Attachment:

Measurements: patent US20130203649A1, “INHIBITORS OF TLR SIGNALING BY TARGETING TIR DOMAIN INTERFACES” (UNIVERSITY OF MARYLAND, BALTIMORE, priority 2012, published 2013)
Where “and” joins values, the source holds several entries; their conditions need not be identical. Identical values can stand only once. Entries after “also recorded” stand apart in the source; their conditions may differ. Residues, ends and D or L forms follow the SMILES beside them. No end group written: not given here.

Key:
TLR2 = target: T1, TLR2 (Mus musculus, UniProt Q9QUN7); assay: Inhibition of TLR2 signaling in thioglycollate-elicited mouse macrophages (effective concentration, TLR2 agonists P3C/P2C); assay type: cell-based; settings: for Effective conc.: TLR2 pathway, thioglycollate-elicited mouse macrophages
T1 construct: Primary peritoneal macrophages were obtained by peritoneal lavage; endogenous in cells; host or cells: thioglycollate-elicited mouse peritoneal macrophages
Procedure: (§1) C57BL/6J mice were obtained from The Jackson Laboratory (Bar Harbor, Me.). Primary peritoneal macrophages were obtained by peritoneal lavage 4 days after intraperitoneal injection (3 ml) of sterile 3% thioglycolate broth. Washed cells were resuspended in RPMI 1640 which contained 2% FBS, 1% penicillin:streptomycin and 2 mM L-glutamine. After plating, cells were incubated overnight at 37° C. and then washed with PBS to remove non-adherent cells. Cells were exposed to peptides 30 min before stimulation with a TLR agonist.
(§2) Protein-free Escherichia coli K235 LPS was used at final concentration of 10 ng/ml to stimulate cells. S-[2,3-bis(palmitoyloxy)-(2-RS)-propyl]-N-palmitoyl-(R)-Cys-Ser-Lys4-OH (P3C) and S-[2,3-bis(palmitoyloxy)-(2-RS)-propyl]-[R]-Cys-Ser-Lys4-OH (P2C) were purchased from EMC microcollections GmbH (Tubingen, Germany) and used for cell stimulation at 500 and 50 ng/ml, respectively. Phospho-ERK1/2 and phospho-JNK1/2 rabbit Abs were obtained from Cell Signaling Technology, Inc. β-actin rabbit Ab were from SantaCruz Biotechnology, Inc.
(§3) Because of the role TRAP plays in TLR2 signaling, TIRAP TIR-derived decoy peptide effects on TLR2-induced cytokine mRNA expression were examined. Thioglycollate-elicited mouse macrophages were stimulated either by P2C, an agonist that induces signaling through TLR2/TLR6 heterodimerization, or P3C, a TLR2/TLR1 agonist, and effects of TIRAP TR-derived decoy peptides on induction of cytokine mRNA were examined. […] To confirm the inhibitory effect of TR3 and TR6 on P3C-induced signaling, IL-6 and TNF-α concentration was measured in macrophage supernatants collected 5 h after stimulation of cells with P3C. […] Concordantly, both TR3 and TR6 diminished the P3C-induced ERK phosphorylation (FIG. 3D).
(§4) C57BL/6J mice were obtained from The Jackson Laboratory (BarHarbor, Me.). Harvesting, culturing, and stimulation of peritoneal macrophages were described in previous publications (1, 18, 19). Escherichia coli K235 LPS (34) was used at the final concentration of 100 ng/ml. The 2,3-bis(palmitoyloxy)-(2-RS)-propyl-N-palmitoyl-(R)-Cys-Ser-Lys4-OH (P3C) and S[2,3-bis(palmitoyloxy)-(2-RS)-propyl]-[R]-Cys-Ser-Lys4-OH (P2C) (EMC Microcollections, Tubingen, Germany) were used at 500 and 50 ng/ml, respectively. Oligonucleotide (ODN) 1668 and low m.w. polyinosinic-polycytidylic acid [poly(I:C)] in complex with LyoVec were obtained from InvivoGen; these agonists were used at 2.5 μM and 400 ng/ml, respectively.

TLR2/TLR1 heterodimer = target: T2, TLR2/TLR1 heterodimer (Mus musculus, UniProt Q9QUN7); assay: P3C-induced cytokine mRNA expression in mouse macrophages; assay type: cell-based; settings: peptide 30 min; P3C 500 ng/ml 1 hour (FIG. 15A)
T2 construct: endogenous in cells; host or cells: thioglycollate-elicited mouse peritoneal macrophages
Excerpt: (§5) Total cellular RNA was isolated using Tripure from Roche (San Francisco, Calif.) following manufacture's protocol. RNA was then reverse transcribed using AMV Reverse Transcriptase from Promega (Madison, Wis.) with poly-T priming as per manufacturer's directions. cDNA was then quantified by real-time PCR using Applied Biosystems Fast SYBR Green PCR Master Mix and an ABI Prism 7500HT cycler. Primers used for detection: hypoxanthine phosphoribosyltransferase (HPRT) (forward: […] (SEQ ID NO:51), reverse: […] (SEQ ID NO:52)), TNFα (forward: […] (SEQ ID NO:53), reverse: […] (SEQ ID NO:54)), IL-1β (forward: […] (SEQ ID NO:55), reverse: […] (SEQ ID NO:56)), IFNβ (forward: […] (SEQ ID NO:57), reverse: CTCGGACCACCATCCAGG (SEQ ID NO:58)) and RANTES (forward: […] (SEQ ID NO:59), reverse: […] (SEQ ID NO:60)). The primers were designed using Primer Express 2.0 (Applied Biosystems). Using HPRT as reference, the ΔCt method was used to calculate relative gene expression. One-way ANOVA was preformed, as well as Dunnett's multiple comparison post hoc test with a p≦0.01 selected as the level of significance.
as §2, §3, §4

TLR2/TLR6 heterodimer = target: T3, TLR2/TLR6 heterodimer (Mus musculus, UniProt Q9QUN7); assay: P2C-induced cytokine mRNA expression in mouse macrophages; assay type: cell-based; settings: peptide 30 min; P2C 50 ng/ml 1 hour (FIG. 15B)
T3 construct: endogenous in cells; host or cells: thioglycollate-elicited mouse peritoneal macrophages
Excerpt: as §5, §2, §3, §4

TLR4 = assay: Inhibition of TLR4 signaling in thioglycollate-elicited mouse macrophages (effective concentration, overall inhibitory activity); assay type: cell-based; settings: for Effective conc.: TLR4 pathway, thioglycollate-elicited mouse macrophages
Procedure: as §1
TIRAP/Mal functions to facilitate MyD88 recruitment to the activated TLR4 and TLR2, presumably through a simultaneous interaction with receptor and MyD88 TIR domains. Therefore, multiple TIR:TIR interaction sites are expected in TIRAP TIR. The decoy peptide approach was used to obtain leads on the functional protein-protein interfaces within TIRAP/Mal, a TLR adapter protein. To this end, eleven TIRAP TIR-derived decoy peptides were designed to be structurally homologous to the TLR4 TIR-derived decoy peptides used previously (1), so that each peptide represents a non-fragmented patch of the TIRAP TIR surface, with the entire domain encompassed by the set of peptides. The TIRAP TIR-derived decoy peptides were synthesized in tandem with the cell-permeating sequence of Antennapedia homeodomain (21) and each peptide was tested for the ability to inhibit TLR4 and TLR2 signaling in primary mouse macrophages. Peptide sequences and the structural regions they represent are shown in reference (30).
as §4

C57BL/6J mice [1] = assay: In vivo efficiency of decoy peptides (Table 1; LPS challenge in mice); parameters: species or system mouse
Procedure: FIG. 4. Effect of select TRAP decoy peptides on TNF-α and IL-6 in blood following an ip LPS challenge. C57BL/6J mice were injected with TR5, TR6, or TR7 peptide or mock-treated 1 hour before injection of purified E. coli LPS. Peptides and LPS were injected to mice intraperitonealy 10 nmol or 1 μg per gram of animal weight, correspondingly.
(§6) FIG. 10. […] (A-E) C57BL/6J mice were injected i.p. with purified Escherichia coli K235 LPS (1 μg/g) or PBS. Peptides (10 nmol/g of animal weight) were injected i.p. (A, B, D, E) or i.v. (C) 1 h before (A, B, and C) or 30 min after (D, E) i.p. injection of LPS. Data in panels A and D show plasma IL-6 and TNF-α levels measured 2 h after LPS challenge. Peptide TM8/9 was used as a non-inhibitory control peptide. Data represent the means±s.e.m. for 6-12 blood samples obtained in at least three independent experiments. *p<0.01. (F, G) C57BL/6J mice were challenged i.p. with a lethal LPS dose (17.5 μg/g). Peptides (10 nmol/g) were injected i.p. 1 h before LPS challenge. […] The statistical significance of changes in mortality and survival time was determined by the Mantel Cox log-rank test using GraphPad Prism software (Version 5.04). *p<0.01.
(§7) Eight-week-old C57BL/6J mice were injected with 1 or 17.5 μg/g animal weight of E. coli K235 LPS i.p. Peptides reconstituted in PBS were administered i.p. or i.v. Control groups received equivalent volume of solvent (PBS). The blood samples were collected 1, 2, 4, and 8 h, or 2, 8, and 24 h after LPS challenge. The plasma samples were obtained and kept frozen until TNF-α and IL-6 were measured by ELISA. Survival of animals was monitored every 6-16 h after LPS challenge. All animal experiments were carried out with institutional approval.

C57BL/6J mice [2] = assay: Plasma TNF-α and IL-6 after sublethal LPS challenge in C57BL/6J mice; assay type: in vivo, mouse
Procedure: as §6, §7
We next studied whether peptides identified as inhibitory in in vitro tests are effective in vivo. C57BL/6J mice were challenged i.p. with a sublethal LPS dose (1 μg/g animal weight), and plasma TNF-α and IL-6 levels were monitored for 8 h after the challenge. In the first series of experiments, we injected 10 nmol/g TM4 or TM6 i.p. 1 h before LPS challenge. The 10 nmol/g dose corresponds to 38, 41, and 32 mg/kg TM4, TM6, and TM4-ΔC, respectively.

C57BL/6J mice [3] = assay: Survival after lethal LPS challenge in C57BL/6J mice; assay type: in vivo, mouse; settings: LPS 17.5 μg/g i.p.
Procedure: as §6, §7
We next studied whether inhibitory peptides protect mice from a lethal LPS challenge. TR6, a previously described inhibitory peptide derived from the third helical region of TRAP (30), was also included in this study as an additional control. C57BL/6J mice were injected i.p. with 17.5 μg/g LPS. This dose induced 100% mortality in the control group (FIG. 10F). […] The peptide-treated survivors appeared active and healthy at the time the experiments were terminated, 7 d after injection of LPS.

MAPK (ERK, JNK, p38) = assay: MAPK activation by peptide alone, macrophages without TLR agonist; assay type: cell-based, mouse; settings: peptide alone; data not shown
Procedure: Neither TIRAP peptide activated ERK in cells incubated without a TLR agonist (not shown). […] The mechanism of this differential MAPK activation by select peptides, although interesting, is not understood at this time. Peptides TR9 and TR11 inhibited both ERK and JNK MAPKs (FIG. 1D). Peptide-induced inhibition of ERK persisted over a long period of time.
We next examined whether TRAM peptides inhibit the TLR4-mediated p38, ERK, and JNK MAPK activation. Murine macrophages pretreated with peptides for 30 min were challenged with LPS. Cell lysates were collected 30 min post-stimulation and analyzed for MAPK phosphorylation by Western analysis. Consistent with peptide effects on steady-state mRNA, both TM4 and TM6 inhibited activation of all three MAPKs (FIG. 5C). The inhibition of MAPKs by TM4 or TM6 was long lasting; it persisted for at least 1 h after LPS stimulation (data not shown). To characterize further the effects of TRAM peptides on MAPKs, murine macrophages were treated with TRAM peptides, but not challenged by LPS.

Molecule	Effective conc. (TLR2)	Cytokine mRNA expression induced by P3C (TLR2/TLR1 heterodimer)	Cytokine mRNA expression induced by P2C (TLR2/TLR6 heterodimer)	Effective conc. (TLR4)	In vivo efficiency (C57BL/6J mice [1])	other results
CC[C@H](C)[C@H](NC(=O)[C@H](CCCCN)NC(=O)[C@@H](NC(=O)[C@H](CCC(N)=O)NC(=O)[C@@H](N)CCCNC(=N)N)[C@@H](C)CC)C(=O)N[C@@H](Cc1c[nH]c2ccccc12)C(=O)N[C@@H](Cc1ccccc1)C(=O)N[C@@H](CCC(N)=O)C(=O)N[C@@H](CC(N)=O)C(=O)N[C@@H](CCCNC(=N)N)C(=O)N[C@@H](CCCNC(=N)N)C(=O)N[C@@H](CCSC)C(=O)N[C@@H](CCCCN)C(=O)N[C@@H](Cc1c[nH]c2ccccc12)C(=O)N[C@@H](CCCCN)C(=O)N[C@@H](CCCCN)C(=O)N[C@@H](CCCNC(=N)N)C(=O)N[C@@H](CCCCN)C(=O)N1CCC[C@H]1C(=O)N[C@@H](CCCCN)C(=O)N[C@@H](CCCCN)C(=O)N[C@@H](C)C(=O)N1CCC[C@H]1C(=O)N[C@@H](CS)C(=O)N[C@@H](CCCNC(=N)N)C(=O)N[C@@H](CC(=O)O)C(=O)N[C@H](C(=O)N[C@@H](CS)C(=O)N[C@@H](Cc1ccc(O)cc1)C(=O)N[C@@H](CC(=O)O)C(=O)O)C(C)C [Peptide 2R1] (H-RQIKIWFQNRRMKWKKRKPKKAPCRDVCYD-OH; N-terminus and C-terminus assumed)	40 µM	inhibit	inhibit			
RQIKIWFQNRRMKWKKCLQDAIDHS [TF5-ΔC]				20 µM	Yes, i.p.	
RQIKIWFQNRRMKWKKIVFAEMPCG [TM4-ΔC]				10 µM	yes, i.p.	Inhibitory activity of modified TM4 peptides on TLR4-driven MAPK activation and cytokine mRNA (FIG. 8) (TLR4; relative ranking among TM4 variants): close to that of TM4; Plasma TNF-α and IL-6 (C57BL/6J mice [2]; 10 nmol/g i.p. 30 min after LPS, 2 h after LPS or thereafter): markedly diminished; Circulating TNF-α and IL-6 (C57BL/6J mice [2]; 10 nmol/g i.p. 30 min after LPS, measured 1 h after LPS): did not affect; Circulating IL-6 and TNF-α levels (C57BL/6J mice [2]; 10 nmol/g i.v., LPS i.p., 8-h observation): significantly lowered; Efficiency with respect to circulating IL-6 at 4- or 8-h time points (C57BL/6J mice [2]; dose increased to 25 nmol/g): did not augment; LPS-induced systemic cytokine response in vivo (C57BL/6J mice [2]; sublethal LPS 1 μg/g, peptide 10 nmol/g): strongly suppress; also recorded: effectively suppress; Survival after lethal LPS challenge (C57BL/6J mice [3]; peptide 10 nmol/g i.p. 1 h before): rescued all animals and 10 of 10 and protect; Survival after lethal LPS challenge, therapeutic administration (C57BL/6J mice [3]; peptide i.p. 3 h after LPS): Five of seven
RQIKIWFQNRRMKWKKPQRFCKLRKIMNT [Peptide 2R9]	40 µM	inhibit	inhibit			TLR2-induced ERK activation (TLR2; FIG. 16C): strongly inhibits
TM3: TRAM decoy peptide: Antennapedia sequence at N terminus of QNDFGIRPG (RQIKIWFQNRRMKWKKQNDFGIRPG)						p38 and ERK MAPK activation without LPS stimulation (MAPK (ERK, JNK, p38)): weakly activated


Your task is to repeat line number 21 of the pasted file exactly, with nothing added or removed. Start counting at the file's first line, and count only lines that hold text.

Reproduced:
C57BL/6J mice [1] = assay: In vivo efficiency of decoy peptides (Table 1; LPS challenge in mice); parameters: species or system mouse